Dry, written by acclaimed YA author Neal Shusterman in collaboration with his son Jarrod Shusterman, takes place in Southern California, where an extreme drought has been going on since before the story even starts. Certain “Frivolous Use” initiatives have been put in place to conserve water (like don’t water the lawn or fill up your pool). But it isn’t enough, and when the taps run dry for good, neighbor is turned against neighbor in the desperate struggle for water.
The world is fleshed out using the points of view of four different characters. Alyssa, the main protagonist, must protect her brother on her own after her parents go missing. Kelton, the boy next door, belongs to a family of “preppers,” and has been preparing for a disaster like this for a long time. Jacqui is a wildcard who is thrown in the main character’s path by chance, and at first cares only about her own survival. Henry is a rich kid capitalizing on the drought by bartering with his family’s reserves of water. Much of the story consists of the cast’s struggle to make it to a disaster shelter built by Kelton’s parents; it’s like an apocalyptic travel novel. It isn’t a character-driven novel, but rather a plot-driven one that examines how being pressed for survival can change a person for better or worse. The characters take desperate actions they wouldn’t normally take to protect their loved ones.
Most speculative fiction stories like this don’t scare me because no matter what, they seem a step removed from reality. Dry isn’t like that. An extreme drought and raging fires in California are totally feasible, and the Shustermans were careful to use real places to make the story as true-to-life as possible. The story examines the governmental incompetence that could bring about such a disaster, and how media coverage affects relief efforts and public perception. Dry is also incredibly realistic because it shows humanity at its worse and its best: there are people organizing to bring relief to those dying of dehydration, but there are also people taking advantage of others’ desperation.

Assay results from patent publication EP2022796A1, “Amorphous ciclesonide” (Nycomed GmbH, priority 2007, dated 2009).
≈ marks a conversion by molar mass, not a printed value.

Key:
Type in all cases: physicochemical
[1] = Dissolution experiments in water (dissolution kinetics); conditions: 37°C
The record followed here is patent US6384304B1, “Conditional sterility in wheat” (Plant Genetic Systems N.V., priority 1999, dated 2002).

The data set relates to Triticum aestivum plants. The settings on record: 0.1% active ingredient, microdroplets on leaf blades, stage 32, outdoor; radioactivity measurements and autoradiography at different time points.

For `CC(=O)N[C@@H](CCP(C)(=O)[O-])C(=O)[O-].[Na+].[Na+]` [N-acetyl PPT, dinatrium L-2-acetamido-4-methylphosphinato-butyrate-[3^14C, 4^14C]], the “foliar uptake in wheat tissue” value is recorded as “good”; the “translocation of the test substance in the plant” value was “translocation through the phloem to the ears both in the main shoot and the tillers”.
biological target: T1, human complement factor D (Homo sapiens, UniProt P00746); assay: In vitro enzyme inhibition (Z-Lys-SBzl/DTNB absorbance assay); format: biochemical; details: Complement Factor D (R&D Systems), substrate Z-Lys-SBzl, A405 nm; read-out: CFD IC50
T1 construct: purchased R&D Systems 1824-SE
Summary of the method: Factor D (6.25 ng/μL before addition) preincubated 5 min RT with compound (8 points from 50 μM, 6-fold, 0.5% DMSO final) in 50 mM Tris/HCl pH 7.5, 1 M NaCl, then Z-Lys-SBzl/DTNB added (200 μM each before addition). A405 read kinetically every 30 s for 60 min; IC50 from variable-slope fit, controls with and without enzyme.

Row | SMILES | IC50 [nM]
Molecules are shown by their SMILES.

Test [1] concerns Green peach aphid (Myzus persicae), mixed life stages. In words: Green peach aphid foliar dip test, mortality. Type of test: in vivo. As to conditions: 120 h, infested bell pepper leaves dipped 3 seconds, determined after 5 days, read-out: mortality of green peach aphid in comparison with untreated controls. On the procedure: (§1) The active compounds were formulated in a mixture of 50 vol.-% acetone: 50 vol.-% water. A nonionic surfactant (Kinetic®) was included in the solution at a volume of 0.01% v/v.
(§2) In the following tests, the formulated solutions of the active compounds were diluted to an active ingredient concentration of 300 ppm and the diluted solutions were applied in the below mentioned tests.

The novel is dedicated to “all those struggling to undo the effects of climate change.”
The descriptions in the book make it seem so real that I often found myself reaching for a bottle of water. It’s really eerie to watch the characters get closer and closer to dying of dehydration, to watch as their narration becomes overtaken by the need for just a single sip of water. Their higher brain functions slow down, and their throats and tongues completely dry out so they can barely speak. This book was exhilarating, compelling, and more terrifying than any horror novel I’ve ever read.